Author and article information

                Role: clinical research fellow
                Role: post-doctoral fellow , Role: associate professor of dermatology
                Role: professor of dermatology
                Role: professor of medicine (dermatology)
                BMJ : British Medical Journal
                BMJ Publishing Group Ltd.
                23 July 2010
                : 341
                : c3671
                [1 ]Epithelial Sciences, School of Translational Medicine, University of Manchester, Manchester
                [2 ]Jackson Laboratory, Bar Harbor, ME, USA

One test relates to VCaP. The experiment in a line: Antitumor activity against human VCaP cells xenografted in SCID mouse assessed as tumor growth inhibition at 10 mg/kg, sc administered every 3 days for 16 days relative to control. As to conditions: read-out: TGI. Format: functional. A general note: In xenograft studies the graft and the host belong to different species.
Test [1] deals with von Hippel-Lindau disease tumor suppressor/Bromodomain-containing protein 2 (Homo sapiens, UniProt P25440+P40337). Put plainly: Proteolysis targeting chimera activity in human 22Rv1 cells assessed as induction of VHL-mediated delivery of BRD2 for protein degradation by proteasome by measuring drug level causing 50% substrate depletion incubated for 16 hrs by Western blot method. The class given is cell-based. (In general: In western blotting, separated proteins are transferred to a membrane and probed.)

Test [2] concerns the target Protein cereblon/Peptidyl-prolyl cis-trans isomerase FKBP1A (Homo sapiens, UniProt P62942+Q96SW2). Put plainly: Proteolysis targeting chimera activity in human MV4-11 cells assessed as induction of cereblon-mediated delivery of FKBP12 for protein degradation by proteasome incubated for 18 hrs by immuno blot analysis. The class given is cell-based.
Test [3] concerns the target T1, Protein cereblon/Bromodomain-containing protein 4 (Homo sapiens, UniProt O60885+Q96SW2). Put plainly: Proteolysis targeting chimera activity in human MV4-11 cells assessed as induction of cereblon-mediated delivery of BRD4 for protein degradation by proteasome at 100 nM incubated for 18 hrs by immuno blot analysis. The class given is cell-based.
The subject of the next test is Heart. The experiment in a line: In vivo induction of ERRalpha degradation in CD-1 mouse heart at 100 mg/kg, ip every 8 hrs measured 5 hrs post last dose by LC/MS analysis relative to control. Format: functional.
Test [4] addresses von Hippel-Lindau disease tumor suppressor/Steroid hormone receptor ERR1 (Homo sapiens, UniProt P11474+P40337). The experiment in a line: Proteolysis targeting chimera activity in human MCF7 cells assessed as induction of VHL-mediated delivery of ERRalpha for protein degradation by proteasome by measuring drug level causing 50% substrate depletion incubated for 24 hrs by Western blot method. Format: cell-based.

[3 ]Department of Dermatology, China-Japan Union Hospital of JiLin University, Chang Chun, People’s Republic of China
                [4 ]Department of Dermatology, University of Lübeck, D-23538 Lübeck, Germany
                [5 ]Skin Disease Research Centre, Division of Dermatology, Vanderbilt Medical Center, Nashville, TN, USA
                Author notes
                Correspondence to: M Harries, University of Manchester, Salford Royal NHS Foundation Trust, Manchester M6 8HD mjharries@ 123456doctors.org.uk
                © BMJ Publishing Group Ltd 2010
                : 29 June 2010
                Clinical Review
                Clinical Trials (Epidemiology)
                Immunology (Including Allergy)
                Childhood Nutrition
                Childhood Nutrition (Paediatrics)
                Child Health